In general two types of generators are used widely in wind turbines: induction and synchronous generators each with its relevant advantages and disadvantages. Induction generators have governed the industry especially in large scale wind systems. However small scale wind turbines have started to be dominated by permanent magnet synchronous machines. The biggest difference of a synchronous and an induction generator is that the former operates at the frequency of the grid while the latter at a higher frequency. In both generators the stator is made of a laminated iron core fitted with a three phase winding producing a rotating magnetic field with constant speed. However the rotors in the two machines are different. In a synchronous generator the field winding of the rotor is fed with a DC current creating a magnetic field. The interaction between the two fields causes the rotor to rotate in synchronism with the stator field. In an induction generator the rotor is not fed with current but the currents are induced due to the relative movement of the rotor with respect to the magnetic field of the stator. The difference between the synchronous speed and the rotational speed of the rotor is called slip [7].

Induction generators can be either squirrel cage or wound rotor type. Squirrel cage generators are very efficient and require little maintenance but a gearbox between rotor and generator must be used since they rotate at different speeds. Their ability to slightly change their rotational speed for large variations of wind speeds makes them ideal for use in fixed speed wind turbines. However their steep torque-speed characteristic together with the high inrush currents can cause severe voltage depressions and make necessary the use of a soft starter. The torque speed characteristic can be modified with the use of a wound rotor where the resistance of the rotor winding can change but the overall cost of the rotor increases [5 page66]. If for example the generator has high inrush currents, the resistance of the winding can be increased at start-up thus producing high starting torque with low current. However this resistance must be decreased at high speeds to prevent large variations of speed with relevant torque changes caused by the modification of the torque speed characteristic. Wound rotor generators are usually used with variable speed wind turbines and in conjunction with an optically controlled converter that modifies the resistance of the rotor winding.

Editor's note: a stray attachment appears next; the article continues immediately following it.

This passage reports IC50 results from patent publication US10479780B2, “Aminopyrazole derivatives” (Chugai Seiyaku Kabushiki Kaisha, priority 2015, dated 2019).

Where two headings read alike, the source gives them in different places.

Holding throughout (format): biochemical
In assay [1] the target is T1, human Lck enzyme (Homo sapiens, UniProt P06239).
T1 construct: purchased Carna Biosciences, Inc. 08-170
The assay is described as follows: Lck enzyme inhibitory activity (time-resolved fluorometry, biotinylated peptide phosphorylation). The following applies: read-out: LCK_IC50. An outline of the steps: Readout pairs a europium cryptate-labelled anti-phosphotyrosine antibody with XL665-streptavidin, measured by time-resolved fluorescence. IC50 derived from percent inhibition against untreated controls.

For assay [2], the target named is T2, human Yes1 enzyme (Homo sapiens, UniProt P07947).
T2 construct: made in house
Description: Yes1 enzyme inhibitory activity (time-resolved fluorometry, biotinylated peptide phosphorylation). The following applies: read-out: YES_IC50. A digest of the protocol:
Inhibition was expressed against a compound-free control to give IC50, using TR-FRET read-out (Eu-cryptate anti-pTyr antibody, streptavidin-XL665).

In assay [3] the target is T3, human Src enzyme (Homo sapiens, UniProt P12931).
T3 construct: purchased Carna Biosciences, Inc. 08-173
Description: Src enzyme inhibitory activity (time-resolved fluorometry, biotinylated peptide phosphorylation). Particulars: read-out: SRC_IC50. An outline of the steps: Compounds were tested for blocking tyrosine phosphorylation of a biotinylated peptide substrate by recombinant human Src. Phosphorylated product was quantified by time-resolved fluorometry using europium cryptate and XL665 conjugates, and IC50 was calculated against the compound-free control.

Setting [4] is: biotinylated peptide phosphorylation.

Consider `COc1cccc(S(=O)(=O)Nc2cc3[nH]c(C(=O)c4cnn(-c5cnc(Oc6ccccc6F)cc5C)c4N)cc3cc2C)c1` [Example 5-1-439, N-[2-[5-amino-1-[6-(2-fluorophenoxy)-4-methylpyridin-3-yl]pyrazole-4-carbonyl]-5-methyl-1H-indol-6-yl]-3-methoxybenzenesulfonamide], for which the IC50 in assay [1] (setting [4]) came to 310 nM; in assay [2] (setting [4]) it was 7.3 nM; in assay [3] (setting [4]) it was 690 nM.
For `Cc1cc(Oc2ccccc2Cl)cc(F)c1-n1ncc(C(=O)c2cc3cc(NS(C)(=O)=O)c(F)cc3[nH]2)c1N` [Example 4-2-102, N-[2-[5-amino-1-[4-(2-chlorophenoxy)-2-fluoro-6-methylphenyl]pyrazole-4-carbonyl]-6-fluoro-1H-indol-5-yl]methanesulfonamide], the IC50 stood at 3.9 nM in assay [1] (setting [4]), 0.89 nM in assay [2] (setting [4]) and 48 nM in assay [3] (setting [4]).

In general induction generators are efficient, although less efficient than synchronous generators, and robust while there are minimum requirements for maintenance. Moreover their large production has dropped down the cost of manufacture. Another advantage is that they can simply be connected to the grid either by bringing the rotor to rated speed and then connect the generator to the grid or by connecting the generator to the grid and use it as a motor to bring the rotor in the rated speed [9 page 229]. Either case synchronism is not required. The big disadvantage of induction generators it the requirement for reactive power to excite the stator core which must be provided either by the grid or a power converter. The corresponding reduction in load power factor can be compensated with the use of capacitor banks [6 page67].

Synchronous generators are expensive and require maintenance but they are very efficient and have the big advantage of control over reactive power flow through control of the field winding [8 p121]. This gives full control over the voltage at the terminals of the generator. A disadvantage of synchronous machines is that when connected to the grid special synchronization equipment is needed to match the electrical angle of the AC power with the angular position of the rotor. Another disadvantage is that they are relatively stiff machines compared to induction generators due to their constant speed characteristic. As a result they respond to sudden gusts of wind or faults in an oscillatory way by varying only the load angle which can cause instability and loss of synchronism.

Permanent magnet Synchronous machines

Power electronics

Open circuit faults

  1. AC and DC aggregation effects of small-scale wind generators p.124
  2. Suitable design...p.1
  3. Comparison of power converter topologies p.2359
  4. the feasibility of building p.11
  5. small wind turbines in the built.. p.1
  6. wind power in power systems p.55
  7. wind energy technology john f. walker page 46
  8. Renewable energy in power systems
  9. wind energy explained